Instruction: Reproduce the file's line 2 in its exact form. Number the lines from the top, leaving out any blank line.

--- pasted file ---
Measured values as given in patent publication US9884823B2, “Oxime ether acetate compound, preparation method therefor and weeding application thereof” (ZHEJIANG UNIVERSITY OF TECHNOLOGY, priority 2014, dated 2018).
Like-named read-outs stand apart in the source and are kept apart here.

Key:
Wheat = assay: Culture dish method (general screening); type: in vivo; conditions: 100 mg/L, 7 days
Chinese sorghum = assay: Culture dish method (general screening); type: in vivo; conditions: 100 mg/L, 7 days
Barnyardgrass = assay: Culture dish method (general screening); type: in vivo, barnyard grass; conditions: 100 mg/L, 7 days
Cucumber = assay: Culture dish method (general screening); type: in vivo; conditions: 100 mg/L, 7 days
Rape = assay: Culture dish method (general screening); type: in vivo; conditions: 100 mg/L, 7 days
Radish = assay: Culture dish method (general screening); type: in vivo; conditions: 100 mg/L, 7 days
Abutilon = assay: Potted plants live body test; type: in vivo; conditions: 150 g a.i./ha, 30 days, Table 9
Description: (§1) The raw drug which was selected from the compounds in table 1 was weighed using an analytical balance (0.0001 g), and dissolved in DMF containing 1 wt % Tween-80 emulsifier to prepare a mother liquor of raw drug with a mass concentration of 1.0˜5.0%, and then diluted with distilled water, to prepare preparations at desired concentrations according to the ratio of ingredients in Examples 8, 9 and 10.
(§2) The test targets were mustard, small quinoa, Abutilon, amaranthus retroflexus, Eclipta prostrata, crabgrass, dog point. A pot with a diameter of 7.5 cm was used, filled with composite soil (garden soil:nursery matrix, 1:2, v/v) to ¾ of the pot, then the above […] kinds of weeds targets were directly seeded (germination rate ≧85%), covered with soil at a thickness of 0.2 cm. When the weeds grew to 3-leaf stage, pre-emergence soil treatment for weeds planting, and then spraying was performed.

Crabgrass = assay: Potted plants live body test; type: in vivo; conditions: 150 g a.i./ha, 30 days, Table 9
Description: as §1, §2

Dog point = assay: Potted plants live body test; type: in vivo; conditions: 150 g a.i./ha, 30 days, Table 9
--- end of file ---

Like-named read-outs stand apart in the source and are kept apart here.